(-ms-transform: rotateX(0deg)) or
          (-o-transform: rotateX(0deg)) or
          (transform: rotateX(0deg)) {
  // this will only apply to browsers with 3D transforms

This also comes with a JavaScript API to test for features whose syntax is still currently discussed. You could end with window.supportsCSS('display:flex'); or CSS.supports('display:flex') respectively, but still the power of this idea is staggering and it could mean Modernizr would be not needed in the future (or a lot smaller as we could for @supports and lazy load the rest of Modernizr only on demand).

If you want to learn more about @supports check Chris Mills’ Native CSS feature detection via the @supports rule.

Pointers in the right direction

All of this makes me hopeful that the next generation of browsers will give us developers what we really need: a way to test that what we do can be applied before we do it. Right now we need to spend far too much of our development time on adding polyfills and libraries to test for and – if needed – simulate functionality we should be able to just use. A great case is touch and mouse support in browsers which right now is not fun to apply which is why we do have to use libraries like pointer.js.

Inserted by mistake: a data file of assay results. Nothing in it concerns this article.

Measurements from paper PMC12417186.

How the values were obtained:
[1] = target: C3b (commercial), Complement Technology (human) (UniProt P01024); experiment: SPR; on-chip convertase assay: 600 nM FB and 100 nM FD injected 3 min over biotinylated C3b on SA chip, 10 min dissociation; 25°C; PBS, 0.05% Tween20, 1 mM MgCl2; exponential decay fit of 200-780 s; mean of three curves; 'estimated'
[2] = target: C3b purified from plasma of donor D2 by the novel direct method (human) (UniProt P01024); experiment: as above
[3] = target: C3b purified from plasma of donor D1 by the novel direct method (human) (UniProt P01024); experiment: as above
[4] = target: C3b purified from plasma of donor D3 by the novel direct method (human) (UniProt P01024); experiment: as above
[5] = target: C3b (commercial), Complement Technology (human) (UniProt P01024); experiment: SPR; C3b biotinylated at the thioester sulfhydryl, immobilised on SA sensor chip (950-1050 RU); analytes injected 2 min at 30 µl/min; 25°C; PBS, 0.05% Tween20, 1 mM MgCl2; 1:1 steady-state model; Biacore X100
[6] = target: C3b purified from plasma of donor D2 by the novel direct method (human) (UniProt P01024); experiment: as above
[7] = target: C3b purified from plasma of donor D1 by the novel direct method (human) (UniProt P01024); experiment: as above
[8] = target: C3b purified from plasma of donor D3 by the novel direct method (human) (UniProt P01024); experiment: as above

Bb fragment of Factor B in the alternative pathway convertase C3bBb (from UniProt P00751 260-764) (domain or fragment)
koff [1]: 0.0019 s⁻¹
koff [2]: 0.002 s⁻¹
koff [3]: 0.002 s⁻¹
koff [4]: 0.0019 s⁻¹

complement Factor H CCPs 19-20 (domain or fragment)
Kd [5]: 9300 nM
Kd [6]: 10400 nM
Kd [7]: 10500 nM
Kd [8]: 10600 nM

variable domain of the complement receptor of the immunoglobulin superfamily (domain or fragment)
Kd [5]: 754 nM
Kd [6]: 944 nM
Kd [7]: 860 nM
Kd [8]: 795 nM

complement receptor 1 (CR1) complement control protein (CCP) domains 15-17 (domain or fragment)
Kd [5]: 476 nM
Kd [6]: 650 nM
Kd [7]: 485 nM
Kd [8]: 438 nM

Fact is that we will never have one browser and one environment for the web. That would neuter it and violates its main principles. We can dupe ourselves into believing that we can control and demand what our users take to look at our products, but this is a fool’s gambit. Hundreds of web sites and enterprise systems out there demanding you in 2012 to use Internet Explorer 6 to get the best experience should teach us that this is a mistake not to repeat.

The much more likely future is that we will have to have a much more diverse environment to support. The web design community is already harping on about that for quite a while under the Future Friendly label. Seeing the amount of smartphones, tablets and web-enabled TV sets and game consoles out there it is not hard to grasp that testing and being flexible in our approach of web development is the future indeed.

Native testing for all the things!

What’s happening in CSS is encouraging, we need to move that idea further ahead. Some other parts in browsers less so. For example when we got native video we realised early on that it would be great to have a feature test for which video formats are supported. I agree, this is very needed indeed, but getting an API that returns “”, “maybe” or “probably” is a joke and not a helpful addition. On the other hand the Page visibility API and its under-the-hood implementation in requestAnimationFrame is a wonderful addition and exactly how it should be. I can ask the browser if the user sees what I do and if she doesn’t it stalls until it needs to animate again. The WebAPI work of course is also very encouraging – we just need to get them supported cross-browser.